For Japanese kids, oyatsu is a big part of the day. It means snack time, and is usually in mid-afternoon. It's sort of like afternoon tea or elevenses in England. My mother usually was working when we were growing up so she didn't have much time to make us homemade oyatsu, but when she did one of the things she'd make was mushipan.
Mushipan literally means steamed bread, but it is more cakelike than bread-like. It's closely related to English steamed puddings. Sweet steamed bread/cakes are sold in Chinatown bakeries, next to the char siu bao, steamed roast pork buns. (I'm also a big fan of steamed buns, and I'll blog my recipe for that sometime.) Since it is quite filling, I wouldn't really recommend it for dessert - it's better on its own, as an afternoon snack. You could even have it for breakfast.
This mushipan has brandy-soaked raisins in it, making it look quite a lot like an English spotted dick. It's rather neutral in taste since it's not that sweet, making it a wonderful vehicle for all kinds of sweet things you can put on it. The slice in the picture above has some maple syrup that Max brought back from Ottawa a few months ago. It's also delicious with honey or preserves. My favorite way to eat this is to sprinkle it quite thickly with sugar while it's still steaming hot, then to squeeze some lemon juice over it. This forms a sort of lemony syrup and is quite addictive. You can keep this for a day; heat it up in the microwave covered in plastic wrap for a minute or two.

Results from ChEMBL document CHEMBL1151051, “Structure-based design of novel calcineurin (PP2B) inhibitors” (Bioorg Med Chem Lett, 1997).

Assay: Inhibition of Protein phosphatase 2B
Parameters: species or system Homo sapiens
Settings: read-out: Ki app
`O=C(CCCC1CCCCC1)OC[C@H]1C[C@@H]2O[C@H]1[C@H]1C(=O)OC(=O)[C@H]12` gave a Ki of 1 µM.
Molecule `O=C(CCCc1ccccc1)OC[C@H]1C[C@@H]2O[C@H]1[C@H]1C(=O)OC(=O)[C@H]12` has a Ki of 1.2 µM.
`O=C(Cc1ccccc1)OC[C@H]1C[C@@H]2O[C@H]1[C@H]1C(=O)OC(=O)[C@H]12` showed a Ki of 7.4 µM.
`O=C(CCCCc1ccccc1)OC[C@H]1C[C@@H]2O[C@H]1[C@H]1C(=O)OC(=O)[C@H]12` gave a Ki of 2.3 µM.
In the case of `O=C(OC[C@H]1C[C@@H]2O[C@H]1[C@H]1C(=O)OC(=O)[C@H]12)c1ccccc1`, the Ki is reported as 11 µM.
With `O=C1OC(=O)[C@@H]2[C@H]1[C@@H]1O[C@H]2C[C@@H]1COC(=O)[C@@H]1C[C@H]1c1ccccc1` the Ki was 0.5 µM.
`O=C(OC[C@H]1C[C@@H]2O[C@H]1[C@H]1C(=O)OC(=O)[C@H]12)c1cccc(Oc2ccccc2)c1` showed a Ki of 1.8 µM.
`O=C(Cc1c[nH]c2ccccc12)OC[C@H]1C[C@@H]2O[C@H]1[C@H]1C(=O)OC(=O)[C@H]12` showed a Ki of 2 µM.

Since the original recipe is Japanese, the measurements are in grams rather than cups. I think you can safely round up the ounce measurements (7 ounces instead of 6 1/2, etc.). The batter is steamed in a sieve or colander, that's lined with a clean kitchen cloth (linen or cotton) or cheesecloth. The resulting bread/cake is round and quite adorable.
Mushipan, steamed bread/cake
Special equipment: a metal sieve or colander, about 20cm / 8 inches in diameter; a clean linen or cotton kitchen towel or cheesecloth, big enough to line the sieve or colander and to wrap around the top.
Soak the raisins in the brandy for about an hour before you start making the cake.
Sift together the flour and baking powder. Cream together the butter and half the sugar with a whisk, until fluffy. Slowly add the egg yolks, one by one to form a fairly smooth mixture. Add the brandy that the raisins were soaking in, and the vanilla.
In a separate, clean bowl, whisk the egg whites until foamy. Add the rest of the sugar and whisk until soft peaks form.
Mix half of the egg white mixture into the yolk-butter mixture, then gently fold in the rest of the egg whites. Sift in the flour-baking powder mixture, folding in but not mixing vigorously (you don't want the batter to become completely flat) just until incorporated. Fold in the raisins.
Moisten the kitchen cloth or cheesecloth in hot water, and wring out well. Line the sieve or colander with the cloth and pour in the batter. Fold the cloth loosely over the batter. Steam in a steamer for about 25 minutes, until it springs back when you press the middle with your finger.
Serve steaming hot with honey, maple syrup, sugar and lemon, preserves, or whatever strikes your fancy.